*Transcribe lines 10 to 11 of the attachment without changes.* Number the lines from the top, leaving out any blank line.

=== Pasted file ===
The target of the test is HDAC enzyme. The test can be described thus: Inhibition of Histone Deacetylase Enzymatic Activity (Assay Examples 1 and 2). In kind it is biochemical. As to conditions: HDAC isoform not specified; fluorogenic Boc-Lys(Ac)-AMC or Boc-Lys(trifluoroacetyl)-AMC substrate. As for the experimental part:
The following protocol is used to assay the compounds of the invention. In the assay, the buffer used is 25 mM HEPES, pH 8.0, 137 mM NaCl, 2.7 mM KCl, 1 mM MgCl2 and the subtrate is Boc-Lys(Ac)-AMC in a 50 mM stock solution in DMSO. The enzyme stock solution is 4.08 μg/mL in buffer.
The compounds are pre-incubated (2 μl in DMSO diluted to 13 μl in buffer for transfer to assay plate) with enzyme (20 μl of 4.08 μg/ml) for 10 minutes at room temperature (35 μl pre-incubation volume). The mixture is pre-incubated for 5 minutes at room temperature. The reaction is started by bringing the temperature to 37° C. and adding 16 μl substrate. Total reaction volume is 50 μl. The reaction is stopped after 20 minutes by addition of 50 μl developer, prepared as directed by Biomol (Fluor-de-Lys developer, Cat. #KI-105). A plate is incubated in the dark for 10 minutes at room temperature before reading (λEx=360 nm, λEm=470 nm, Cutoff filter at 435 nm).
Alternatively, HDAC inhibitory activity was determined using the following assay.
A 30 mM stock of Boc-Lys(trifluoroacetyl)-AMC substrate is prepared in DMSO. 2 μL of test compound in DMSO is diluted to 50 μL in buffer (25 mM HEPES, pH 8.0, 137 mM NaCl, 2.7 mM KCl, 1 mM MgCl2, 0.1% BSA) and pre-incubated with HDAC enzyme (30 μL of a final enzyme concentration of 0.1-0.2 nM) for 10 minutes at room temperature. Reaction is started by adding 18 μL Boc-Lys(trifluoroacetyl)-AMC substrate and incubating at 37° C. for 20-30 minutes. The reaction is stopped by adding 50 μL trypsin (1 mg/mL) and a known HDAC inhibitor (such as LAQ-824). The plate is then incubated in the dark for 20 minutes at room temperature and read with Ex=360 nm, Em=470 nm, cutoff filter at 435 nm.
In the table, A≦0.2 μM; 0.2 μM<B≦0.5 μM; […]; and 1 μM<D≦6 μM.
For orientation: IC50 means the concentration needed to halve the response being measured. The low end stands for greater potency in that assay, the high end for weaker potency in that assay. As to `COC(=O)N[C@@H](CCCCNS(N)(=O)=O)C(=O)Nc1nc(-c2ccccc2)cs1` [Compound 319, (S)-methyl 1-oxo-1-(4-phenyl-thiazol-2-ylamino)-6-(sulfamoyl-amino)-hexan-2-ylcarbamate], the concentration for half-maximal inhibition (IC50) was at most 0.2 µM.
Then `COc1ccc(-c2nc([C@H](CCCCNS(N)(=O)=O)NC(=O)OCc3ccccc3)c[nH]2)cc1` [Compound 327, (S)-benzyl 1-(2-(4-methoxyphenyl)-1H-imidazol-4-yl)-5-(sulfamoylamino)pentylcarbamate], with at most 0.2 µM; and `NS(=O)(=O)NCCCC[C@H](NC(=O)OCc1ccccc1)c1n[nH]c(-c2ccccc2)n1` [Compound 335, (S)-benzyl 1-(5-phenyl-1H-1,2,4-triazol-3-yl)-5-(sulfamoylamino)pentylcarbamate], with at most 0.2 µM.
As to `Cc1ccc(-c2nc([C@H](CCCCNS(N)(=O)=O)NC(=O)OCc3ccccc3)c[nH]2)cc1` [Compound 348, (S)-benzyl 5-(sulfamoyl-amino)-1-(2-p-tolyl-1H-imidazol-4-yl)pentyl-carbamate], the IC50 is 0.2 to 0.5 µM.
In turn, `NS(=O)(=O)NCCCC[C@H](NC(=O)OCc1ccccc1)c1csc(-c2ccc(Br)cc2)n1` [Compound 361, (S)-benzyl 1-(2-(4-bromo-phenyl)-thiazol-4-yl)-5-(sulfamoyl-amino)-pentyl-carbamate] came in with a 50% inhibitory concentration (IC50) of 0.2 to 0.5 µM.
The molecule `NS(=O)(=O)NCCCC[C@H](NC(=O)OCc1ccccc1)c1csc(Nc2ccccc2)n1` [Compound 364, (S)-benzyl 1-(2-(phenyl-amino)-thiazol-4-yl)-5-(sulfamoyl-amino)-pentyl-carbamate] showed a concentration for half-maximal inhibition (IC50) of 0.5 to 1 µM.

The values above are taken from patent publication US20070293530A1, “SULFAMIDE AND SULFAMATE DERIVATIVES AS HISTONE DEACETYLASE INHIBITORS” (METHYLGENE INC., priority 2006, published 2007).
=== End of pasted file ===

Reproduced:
In turn, `NS(=O)(=O)NCCCC[C@H](NC(=O)OCc1ccccc1)c1csc(-c2ccc(Br)cc2)n1` [Compound 361, (S)-benzyl 1-(2-(4-bromo-phenyl)-thiazol-4-yl)-5-(sulfamoyl-amino)-pentyl-carbamate] came in with a 50% inhibitory concentration (IC50) of 0.2 to 0.5 µM.
The molecule `NS(=O)(=O)NCCCC[C@H](NC(=O)OCc1ccccc1)c1csc(Nc2ccccc2)n1` [Compound 364, (S)-benzyl 1-(2-(phenyl-amino)-thiazol-4-yl)-5-(sulfamoyl-amino)-pentyl-carbamate] showed a concentration for half-maximal inhibition (IC50) of 0.5 to 1 µM.